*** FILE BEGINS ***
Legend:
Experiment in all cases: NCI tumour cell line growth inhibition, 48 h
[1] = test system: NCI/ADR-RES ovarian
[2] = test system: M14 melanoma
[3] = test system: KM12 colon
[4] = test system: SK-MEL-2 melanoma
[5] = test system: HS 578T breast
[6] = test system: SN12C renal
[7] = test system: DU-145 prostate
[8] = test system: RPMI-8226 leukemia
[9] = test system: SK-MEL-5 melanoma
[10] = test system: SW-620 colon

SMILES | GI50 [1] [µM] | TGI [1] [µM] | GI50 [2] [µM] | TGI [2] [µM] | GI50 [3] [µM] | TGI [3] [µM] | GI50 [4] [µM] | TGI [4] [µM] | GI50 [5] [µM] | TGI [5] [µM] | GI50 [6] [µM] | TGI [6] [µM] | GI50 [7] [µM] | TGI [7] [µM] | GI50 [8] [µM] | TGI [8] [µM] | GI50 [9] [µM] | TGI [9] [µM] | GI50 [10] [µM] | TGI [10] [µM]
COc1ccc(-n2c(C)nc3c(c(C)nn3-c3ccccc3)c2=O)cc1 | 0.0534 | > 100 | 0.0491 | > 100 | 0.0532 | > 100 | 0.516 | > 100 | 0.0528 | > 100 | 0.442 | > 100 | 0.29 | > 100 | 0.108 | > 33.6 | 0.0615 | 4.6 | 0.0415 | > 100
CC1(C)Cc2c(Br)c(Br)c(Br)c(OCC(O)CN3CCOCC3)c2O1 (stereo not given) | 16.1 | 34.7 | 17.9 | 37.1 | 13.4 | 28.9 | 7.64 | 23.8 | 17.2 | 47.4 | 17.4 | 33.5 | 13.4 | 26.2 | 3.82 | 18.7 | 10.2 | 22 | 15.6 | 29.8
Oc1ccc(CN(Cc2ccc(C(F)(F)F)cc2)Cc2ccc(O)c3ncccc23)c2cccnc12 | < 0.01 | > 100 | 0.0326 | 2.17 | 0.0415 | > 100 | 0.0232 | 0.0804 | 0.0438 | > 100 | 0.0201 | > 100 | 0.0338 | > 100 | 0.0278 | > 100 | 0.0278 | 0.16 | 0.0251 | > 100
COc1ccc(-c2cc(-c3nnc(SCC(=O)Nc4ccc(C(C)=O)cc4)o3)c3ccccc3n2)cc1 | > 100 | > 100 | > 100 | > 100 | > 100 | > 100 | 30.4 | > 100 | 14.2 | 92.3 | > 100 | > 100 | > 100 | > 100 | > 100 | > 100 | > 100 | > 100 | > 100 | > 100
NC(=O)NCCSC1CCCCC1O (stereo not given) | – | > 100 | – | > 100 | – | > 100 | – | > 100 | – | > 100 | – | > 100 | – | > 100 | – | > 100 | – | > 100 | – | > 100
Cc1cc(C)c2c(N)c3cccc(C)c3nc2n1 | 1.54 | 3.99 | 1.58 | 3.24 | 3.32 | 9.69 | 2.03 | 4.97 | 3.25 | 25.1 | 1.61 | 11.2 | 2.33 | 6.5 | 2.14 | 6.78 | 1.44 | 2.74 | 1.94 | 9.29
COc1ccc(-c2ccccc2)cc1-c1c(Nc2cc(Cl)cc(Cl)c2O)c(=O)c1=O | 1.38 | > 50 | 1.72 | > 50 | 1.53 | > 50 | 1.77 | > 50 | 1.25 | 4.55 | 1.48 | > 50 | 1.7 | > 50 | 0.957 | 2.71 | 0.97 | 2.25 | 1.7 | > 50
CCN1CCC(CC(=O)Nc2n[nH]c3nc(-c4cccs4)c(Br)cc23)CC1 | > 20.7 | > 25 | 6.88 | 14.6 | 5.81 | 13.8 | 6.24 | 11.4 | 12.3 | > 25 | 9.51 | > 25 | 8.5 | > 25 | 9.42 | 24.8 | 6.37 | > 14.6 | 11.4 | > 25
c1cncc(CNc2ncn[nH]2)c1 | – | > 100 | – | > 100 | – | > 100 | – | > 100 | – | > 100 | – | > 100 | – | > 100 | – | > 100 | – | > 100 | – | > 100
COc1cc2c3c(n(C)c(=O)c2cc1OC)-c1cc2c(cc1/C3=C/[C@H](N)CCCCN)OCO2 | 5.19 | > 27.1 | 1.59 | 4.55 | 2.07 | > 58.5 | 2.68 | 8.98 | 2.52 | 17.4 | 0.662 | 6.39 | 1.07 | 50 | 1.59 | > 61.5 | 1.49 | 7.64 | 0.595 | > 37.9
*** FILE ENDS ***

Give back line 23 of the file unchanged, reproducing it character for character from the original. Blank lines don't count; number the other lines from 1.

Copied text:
COc1cc2c3c(n(C)c(=O)c2cc1OC)-c1cc2c(cc1/C3=C/[C@H](N)CCCCN)OCO2 | 5.19 | > 27.1 | 1.59 | 4.55 | 2.07 | > 58.5 | 2.68 | 8.98 | 2.52 | 17.4 | 0.662 | 6.39 | 1.07 | 50 | 1.59 | > 61.5 | 1.49 | 7.64 | 0.595 | > 37.9